Crockett noticed the change in the game and told Ball that he saw value in a player than can contribute both as a hitter and a pitcher. Ball began taking on-field batting practice after the All-Star break through the end of the season.
"I think the main focus right now is outfield and hitting," Ball said. "I think the pitching side, I would be the guy to come in every few days. Little extended time off on the pitching side and a little more outfield and hitting."
Ball got one hit in nine at-bats over the final two games of the season, a go-ahead double in the seventh inning of his first game against Kilome, a day removed from his final pitching appearance of 2018. He finished the season with a 7.58 ERA and 56 strikeouts over 65 1/3 innings.
"It comes down to consistency," Ball said of his pitching woes. "There's games that I can go out there and shut everybody down, and there's games where I can't get out of an inning. … Being able to mix things up and keep hitters off-balance and not get to a set routine.
"I just wasn't able to stay consistent."
Video: Portland's Ball logs first pro hit
Following the season, Ball was available in the Rule 5 Draft but was not selected. By remaining with the Red Sox, he was able to take his next steps toward becoming a two-way player. He jumped back into a position that he'd left behind five years ago in the instructional league, playing mostly left field while gaining invaluable experience getting at-bats against live pitching.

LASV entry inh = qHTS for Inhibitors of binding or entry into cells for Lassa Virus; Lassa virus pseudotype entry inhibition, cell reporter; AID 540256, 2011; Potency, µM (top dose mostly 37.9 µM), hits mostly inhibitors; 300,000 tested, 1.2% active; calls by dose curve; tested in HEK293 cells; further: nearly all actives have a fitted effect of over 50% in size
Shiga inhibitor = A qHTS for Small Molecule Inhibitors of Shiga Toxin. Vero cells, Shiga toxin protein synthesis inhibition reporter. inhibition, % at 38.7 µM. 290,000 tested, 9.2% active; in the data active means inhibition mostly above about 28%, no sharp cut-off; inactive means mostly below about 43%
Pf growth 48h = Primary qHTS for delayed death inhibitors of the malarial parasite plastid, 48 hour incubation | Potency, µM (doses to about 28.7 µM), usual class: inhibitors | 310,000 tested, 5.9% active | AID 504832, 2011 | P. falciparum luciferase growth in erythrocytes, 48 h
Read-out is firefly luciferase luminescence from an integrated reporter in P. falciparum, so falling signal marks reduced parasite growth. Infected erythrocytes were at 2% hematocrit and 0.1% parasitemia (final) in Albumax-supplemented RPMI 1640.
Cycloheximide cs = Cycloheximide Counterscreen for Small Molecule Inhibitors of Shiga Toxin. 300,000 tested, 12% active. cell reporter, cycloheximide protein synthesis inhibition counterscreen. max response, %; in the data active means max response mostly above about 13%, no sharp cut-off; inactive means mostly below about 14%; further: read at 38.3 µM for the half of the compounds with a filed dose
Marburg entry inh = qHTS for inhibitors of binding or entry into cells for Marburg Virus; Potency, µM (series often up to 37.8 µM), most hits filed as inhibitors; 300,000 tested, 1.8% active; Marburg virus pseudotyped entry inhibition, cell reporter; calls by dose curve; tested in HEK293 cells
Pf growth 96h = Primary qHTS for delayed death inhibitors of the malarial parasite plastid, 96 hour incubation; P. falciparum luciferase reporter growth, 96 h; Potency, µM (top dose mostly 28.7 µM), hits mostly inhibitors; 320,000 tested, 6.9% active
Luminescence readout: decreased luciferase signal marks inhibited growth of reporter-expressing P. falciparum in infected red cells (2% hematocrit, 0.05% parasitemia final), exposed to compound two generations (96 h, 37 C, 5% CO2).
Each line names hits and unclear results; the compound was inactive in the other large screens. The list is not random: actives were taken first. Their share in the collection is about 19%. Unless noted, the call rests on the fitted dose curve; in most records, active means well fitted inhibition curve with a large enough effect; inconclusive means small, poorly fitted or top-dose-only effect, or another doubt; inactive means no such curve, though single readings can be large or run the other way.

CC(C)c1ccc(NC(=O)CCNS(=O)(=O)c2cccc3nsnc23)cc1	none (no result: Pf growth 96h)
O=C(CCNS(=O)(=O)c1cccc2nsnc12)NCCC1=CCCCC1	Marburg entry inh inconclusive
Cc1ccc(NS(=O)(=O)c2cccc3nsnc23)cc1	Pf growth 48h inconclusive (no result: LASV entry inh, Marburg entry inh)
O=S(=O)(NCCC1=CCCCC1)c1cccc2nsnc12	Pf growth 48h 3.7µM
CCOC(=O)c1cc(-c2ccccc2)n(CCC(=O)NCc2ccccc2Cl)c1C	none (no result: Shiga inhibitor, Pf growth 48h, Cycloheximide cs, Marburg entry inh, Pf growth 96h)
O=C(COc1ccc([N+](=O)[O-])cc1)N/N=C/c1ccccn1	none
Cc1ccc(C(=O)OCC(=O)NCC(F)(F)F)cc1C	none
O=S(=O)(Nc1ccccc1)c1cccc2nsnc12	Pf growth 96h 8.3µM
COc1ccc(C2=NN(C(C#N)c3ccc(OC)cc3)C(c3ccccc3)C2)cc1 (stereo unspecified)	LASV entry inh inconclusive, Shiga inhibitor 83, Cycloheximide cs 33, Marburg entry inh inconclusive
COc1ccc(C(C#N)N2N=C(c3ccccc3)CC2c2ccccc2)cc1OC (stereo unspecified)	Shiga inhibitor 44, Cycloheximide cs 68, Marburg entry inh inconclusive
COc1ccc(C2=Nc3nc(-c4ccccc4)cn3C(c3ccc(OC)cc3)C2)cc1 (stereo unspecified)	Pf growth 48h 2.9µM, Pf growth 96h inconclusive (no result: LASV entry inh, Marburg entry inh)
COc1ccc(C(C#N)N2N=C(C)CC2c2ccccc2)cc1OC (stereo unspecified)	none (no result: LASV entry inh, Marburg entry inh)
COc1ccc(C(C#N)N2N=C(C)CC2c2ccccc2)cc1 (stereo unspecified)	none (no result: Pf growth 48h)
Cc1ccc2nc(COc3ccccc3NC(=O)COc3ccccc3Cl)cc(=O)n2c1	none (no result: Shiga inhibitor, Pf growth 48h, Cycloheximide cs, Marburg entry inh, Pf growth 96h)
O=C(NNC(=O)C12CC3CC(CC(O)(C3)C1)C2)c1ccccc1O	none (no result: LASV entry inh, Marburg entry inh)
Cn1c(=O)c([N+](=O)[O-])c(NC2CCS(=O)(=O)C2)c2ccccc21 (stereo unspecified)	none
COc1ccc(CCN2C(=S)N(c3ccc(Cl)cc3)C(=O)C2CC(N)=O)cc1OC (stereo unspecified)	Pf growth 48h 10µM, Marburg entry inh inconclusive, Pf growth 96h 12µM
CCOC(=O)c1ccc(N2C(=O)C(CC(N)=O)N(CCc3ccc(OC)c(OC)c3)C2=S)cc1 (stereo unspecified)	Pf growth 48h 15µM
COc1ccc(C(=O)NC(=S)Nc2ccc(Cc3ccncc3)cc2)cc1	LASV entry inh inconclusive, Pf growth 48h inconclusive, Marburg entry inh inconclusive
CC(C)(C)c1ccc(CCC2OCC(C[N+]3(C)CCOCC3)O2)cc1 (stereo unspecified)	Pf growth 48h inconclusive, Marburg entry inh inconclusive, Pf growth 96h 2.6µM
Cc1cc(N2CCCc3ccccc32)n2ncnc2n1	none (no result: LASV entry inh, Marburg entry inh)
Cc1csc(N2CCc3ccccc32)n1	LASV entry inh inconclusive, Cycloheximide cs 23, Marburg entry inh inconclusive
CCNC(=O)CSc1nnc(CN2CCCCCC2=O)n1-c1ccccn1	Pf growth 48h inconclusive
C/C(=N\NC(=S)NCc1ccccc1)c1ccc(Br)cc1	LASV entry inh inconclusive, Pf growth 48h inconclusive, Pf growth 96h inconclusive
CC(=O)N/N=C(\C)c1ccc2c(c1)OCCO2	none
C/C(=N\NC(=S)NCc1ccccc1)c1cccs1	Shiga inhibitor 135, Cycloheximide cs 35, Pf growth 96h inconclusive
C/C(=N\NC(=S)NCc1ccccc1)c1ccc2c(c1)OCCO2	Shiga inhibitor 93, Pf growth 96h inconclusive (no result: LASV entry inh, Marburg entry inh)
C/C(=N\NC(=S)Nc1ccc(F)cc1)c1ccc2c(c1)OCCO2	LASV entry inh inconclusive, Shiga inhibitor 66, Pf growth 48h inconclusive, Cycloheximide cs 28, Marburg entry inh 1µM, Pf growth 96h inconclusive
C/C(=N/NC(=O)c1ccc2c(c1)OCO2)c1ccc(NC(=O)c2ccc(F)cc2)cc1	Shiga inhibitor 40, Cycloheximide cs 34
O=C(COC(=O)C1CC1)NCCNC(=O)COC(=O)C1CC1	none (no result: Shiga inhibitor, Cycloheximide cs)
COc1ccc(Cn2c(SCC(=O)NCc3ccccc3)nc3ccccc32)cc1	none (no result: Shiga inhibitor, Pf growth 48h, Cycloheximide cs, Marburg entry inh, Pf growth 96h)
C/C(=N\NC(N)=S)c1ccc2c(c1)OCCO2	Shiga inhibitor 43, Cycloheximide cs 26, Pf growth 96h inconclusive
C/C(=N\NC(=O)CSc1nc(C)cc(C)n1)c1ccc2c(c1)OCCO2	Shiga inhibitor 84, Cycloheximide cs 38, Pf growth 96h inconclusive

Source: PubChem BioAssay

In past offseasons, Ball would return to New Castle High School just as the fall baseball season started. He would go to one practice, participate in a few rounds of batting practice, then put his bat into hibernation.
Angels outfielder Shohei Ohtani and Rays second-ranked prospect Brendan McKay have blazed a trail for two-way players over the past few seasons. Ohtani was named American League Rookie of the Year in his first campaign stateside, and McKay has continued the play that earned him three John Olerud Awards - an annual prize given to the best collegiate two-way player - to the Florida State League.
Ball knows what he has to follow.